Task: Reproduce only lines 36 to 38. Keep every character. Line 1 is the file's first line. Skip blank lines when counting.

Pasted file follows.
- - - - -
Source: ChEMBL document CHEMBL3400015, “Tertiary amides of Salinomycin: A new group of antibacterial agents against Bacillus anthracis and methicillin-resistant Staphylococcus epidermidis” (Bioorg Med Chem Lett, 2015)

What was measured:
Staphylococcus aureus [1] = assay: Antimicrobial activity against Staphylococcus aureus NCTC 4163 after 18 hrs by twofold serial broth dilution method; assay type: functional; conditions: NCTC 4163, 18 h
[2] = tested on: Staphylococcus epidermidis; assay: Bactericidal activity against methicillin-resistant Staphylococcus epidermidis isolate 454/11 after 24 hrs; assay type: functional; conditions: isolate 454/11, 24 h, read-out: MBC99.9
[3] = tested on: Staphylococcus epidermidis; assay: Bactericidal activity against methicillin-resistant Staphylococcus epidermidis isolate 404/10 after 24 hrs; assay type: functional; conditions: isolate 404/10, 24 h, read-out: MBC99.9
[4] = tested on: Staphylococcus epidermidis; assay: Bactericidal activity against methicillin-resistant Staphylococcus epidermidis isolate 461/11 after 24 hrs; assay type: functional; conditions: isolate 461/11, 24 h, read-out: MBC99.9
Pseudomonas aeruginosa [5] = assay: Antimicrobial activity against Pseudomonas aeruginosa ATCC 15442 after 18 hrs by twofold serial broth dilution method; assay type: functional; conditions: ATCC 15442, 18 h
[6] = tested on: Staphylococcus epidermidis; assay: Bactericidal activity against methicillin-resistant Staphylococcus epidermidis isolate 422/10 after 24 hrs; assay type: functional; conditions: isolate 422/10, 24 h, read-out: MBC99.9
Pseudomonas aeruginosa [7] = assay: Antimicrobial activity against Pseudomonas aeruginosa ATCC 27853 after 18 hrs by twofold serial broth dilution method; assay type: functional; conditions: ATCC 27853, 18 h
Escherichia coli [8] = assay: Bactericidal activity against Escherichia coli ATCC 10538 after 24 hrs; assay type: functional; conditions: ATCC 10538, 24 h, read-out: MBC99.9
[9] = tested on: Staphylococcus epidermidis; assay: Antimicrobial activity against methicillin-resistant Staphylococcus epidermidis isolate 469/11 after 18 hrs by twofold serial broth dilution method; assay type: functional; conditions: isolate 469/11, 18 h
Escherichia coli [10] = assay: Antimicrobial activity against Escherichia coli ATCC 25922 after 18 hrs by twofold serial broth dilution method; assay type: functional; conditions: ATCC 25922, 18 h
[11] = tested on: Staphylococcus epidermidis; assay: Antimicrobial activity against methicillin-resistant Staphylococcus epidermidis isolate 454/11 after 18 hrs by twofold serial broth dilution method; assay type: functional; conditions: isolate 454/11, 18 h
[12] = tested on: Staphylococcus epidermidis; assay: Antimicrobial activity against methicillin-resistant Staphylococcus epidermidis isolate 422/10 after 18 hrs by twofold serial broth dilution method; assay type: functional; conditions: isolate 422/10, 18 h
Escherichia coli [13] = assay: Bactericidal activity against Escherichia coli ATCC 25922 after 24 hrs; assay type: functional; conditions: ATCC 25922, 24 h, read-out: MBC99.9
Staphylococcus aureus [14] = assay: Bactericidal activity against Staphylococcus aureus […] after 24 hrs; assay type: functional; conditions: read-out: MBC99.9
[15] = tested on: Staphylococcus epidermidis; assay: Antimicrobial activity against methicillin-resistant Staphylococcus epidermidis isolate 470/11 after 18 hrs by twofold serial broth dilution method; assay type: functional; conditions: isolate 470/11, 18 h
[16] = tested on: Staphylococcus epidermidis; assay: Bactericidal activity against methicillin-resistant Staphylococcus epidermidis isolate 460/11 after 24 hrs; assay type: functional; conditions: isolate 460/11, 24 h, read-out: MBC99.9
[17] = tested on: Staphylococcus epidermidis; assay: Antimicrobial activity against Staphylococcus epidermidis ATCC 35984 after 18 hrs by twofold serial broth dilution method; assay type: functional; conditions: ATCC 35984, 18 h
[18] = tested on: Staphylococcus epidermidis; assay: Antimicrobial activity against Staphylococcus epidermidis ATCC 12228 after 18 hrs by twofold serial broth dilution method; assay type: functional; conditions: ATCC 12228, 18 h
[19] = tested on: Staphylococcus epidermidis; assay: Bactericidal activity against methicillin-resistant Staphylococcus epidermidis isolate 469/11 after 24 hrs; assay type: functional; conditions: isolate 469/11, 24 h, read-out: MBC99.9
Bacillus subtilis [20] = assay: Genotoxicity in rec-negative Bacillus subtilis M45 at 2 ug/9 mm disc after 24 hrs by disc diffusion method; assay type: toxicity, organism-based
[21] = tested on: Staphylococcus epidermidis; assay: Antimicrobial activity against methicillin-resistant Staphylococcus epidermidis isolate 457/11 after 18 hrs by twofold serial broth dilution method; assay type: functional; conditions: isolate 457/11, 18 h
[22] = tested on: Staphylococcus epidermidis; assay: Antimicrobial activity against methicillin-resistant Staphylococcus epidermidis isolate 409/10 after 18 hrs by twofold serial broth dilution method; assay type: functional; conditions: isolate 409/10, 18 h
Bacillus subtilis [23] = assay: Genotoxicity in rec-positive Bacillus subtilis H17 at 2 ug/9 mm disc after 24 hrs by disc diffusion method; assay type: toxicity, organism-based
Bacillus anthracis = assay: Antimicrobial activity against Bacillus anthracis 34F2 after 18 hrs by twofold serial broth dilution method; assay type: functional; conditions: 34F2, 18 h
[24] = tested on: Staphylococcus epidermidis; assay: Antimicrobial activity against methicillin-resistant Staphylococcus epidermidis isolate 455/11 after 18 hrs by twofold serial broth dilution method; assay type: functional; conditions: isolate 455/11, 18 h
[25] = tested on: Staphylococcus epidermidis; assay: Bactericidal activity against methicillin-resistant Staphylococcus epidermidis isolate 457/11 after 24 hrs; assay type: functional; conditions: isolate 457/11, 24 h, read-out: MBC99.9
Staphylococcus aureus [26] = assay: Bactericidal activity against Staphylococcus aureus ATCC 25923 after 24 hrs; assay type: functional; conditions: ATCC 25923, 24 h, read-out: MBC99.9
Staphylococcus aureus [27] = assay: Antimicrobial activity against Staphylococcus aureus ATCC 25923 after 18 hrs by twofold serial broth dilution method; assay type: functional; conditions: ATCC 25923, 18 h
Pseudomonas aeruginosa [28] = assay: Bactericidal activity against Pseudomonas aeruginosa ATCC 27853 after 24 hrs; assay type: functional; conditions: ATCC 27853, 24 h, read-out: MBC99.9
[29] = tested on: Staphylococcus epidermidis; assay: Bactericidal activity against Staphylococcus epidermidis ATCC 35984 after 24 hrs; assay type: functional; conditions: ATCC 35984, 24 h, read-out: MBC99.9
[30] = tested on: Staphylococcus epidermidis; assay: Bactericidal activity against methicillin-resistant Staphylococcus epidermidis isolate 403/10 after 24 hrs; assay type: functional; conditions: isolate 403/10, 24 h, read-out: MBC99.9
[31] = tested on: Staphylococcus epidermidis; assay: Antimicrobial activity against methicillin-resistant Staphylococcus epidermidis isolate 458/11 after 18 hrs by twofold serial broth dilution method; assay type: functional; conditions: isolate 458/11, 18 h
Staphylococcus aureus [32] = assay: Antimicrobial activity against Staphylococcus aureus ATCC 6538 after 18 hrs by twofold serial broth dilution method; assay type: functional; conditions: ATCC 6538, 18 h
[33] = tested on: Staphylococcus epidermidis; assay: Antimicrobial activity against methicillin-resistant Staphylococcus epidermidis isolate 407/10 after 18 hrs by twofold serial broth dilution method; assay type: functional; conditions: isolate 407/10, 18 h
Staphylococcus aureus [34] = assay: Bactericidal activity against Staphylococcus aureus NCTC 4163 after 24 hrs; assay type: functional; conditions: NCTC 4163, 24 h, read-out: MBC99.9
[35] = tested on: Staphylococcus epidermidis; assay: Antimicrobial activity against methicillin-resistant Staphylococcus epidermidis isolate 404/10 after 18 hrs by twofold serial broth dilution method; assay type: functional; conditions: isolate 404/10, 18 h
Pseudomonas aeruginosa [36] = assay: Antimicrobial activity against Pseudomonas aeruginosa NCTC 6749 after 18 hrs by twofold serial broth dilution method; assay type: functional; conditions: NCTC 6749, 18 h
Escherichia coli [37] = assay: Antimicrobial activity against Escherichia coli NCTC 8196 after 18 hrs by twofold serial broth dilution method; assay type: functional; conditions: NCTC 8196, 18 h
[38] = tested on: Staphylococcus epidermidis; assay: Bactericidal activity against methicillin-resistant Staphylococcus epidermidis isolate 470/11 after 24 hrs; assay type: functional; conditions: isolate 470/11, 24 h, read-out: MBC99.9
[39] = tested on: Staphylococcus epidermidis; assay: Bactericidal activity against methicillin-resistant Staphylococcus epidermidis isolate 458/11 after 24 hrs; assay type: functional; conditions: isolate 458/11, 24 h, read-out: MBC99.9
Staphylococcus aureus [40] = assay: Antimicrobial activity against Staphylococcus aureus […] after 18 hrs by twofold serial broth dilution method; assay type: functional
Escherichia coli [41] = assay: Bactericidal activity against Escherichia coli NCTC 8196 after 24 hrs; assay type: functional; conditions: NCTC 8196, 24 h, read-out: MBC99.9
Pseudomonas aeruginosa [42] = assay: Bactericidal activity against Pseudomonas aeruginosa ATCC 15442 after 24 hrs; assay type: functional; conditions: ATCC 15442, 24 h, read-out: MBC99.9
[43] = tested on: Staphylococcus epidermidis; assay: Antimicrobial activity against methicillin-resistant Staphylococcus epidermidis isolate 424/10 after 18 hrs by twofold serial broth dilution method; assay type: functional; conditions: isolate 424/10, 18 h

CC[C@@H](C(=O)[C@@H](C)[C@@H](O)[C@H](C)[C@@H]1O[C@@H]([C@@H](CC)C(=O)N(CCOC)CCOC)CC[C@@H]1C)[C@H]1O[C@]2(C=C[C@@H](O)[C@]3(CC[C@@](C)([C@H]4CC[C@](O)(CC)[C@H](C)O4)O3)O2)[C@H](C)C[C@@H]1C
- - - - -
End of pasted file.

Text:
[33] = tested on: Staphylococcus epidermidis; assay: Antimicrobial activity against methicillin-resistant Staphylococcus epidermidis isolate 407/10 after 18 hrs by twofold serial broth dilution method; assay type: functional; conditions: isolate 407/10, 18 h
Staphylococcus aureus [34] = assay: Bactericidal activity against Staphylococcus aureus NCTC 4163 after 24 hrs; assay type: functional; conditions: NCTC 4163, 24 h, read-out: MBC99.9
[35] = tested on: Staphylococcus epidermidis; assay: Antimicrobial activity against methicillin-resistant Staphylococcus epidermidis isolate 404/10 after 18 hrs by twofold serial broth dilution method; assay type: functional; conditions: isolate 404/10, 18 h